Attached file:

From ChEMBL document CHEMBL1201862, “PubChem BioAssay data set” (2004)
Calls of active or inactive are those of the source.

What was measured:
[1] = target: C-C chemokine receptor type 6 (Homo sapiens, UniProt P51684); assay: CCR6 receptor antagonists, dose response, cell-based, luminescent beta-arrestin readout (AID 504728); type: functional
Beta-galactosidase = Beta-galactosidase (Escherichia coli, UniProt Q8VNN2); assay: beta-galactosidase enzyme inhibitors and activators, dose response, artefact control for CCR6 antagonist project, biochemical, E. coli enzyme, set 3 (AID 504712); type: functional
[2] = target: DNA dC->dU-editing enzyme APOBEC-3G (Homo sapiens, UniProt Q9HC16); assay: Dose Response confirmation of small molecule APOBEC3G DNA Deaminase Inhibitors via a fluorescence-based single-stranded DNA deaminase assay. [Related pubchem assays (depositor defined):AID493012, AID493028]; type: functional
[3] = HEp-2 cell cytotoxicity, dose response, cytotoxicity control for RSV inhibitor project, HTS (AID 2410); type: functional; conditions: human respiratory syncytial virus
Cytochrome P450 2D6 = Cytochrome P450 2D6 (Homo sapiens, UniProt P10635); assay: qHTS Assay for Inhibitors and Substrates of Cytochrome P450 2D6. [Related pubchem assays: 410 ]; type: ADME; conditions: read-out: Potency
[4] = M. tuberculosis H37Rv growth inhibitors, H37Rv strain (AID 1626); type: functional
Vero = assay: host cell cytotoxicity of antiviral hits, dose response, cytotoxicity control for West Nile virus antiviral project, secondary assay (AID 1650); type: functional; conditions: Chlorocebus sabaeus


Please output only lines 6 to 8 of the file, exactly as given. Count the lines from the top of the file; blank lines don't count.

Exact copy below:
[2] = target: DNA dC->dU-editing enzyme APOBEC-3G (Homo sapiens, UniProt Q9HC16); assay: Dose Response confirmation of small molecule APOBEC3G DNA Deaminase Inhibitors via a fluorescence-based single-stranded DNA deaminase assay. [Related pubchem assays (depositor defined):AID493012, AID493028]; type: functional
[3] = HEp-2 cell cytotoxicity, dose response, cytotoxicity control for RSV inhibitor project, HTS (AID 2410); type: functional; conditions: human respiratory syncytial virus
Cytochrome P450 2D6 = Cytochrome P450 2D6 (Homo sapiens, UniProt P10635); assay: qHTS Assay for Inhibitors and Substrates of Cytochrome P450 2D6. [Related pubchem assays: 410 ]; type: ADME; conditions: read-out: Potency